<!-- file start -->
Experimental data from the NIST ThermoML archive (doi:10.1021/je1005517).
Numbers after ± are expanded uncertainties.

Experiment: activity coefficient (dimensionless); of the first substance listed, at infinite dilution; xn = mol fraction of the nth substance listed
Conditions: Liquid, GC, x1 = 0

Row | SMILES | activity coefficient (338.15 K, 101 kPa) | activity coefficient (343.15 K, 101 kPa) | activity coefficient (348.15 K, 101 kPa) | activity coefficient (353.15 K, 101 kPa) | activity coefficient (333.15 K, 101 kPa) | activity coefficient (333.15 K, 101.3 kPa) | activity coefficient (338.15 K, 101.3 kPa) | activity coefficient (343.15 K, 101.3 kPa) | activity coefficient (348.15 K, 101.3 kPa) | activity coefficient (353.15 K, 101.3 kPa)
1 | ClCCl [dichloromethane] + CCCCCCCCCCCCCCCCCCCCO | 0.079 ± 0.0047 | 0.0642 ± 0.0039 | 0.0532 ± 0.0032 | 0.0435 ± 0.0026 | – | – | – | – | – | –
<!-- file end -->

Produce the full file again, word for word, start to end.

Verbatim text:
Experimental data from the NIST ThermoML archive (doi:10.1021/je1005517).
Numbers after ± are expanded uncertainties.

Experiment: activity coefficient (dimensionless); of the first substance listed, at infinite dilution; xn = mol fraction of the nth substance listed
Conditions: Liquid, GC, x1 = 0

Row | SMILES | activity coefficient (338.15 K, 101 kPa) | activity coefficient (343.15 K, 101 kPa) | activity coefficient (348.15 K, 101 kPa) | activity coefficient (353.15 K, 101 kPa) | activity coefficient (333.15 K, 101 kPa) | activity coefficient (333.15 K, 101.3 kPa) | activity coefficient (338.15 K, 101.3 kPa) | activity coefficient (343.15 K, 101.3 kPa) | activity coefficient (348.15 K, 101.3 kPa) | activity coefficient (353.15 K, 101.3 kPa)
1 | ClCCl [dichloromethane] + CCCCCCCCCCCCCCCCCCCCO | 0.079 ± 0.0047 | 0.0642 ± 0.0039 | 0.0532 ± 0.0032 | 0.0435 ± 0.0026 | – | – | – | – | – | –